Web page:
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If performance is not a issue what makes hardware raid better then software raid. so far i have drawn the following conclusions.

Hardware raid is limited to the raid controller if that pacs up you need another of the exact raid controllers, Where as if your server or OS pacs up with software raid you can switch all the disks to another computer and use the exact same OS.

What are your guys view on the matter since so far thats the only benefit of hardware raid that i have found out.

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Keep in mind that some of the new filesystems (ZFS, and someday BTRFS) solve some of the problems which occur with older software RAID methods. The "Copy on Write" and "full-stripe writes" features in ZFS ensure that the data is written to the disk atomically, which means that a battery backed cache (and therefore, a hardware RAID card) isn't always necessary. – Stefan Lasiewski Jul 20 '11 at 21:38
up vote 2 down vote accepted

There are two major benefits to hardware RAID:

  1. Performance. If that's not a consideration, don't consider it.
  2. Battery-Backed Cache.

2 really goes hand-in-hand with 1, but it also plays a role from a data integrity standpoint: Let's consider two identical machines, one with Software RAID, one with a battery-backed hardware RAID, both with write cacheing enabled.
If we write a whole bunch of data to these two machines, then rip the plug out of the wall before the data is sync'd to disk (by the OS on the software RAID box, or the controller on the hardware RAID box), we now have two different scenarios:

The Hardware RAID machine will, when power is restored, see that there are writes in the cache, spin up the drives, sync the data to disk and move on with its life.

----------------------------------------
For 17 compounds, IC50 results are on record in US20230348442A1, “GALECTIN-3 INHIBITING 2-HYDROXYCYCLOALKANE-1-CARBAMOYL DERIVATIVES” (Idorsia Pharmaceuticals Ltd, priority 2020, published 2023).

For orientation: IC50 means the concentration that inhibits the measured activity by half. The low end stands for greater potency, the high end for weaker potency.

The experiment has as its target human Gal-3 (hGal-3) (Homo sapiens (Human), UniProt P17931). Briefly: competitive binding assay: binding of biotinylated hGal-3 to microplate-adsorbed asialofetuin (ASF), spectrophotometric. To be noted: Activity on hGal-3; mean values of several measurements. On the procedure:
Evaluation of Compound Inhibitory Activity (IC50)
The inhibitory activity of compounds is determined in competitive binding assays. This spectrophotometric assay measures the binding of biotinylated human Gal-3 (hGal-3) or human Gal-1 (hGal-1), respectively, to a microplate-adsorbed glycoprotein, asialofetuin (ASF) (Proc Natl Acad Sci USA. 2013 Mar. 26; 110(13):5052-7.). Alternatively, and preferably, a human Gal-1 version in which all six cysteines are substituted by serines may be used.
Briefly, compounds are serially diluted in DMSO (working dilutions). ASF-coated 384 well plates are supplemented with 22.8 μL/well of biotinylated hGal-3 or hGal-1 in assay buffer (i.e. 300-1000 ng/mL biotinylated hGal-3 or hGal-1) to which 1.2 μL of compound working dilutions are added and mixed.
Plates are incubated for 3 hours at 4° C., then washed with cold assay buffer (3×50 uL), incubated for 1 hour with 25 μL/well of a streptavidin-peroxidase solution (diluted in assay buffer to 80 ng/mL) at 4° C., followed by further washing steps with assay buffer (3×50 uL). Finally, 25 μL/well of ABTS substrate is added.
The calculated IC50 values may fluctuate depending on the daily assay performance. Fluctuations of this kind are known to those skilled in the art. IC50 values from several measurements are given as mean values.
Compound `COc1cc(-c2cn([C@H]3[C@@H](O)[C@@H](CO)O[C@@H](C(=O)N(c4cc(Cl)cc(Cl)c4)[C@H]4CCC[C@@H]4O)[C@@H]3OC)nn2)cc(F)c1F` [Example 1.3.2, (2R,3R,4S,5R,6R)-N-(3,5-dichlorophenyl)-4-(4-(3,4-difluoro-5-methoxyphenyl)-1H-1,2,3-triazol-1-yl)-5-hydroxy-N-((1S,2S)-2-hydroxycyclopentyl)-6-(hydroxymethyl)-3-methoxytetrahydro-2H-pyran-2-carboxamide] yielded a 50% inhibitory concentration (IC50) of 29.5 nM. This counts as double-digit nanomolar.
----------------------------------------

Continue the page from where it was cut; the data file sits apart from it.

The Software RAID machine will, when power is restored, reboot normally. Since the system RAM lost power the writes that were stacked up waiting to be flushed out to disk are gone forever. The results here could range from inconvenient (a little data loss) to catastrophic (the partition table has been eaten, vital irreplaceable data has been left in a half-written, corrupted state, etc.).

Now that I have portrayed the nightmare scenario, consider the likelihood of it happening. Presumably your server is on a UPS, ideally with redundant power supplies fed from different UPS circuits. The chance of a catastrophic failure in that scenario is relatively low, and you may be fine trusting software RAID here.
In exchange for taking that (theoretically small) risk you aren't beholden to a particular brand of controller and revision of the controller firmware in the event something goes horribly wrong, and you have the flexibility afforded you by software RAID (which often includes mirroring only part of a drive, or being able to mirror across drives of different sizes, spindle speeds, etc. -- Possibly a consideration if you have Frankenstein hardware).